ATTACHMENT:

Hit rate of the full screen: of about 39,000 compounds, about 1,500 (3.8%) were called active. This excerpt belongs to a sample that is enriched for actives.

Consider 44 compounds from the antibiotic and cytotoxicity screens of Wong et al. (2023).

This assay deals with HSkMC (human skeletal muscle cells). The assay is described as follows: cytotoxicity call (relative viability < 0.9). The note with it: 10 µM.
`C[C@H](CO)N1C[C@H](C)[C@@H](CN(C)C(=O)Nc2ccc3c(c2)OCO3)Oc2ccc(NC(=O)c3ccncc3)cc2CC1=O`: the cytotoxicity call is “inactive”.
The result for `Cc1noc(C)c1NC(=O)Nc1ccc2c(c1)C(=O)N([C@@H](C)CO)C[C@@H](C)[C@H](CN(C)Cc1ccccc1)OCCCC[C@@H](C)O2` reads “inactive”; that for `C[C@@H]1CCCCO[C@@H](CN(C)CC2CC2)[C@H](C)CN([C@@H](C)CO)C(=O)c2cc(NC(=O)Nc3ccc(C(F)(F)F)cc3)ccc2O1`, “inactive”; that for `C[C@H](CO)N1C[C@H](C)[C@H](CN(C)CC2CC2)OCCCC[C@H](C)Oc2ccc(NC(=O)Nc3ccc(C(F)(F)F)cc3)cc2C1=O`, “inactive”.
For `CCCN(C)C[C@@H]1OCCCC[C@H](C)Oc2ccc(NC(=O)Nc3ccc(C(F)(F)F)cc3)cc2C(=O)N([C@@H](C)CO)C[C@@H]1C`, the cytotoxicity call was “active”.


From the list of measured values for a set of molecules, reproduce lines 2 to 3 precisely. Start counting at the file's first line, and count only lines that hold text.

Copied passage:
Consider 44 compounds from the antibiotic and cytotoxicity screens of Wong et al. (2023).

This assay deals with HSkMC (human skeletal muscle cells). The assay is described as follows: cytotoxicity call (relative viability < 0.9). The note with it: 10 µM.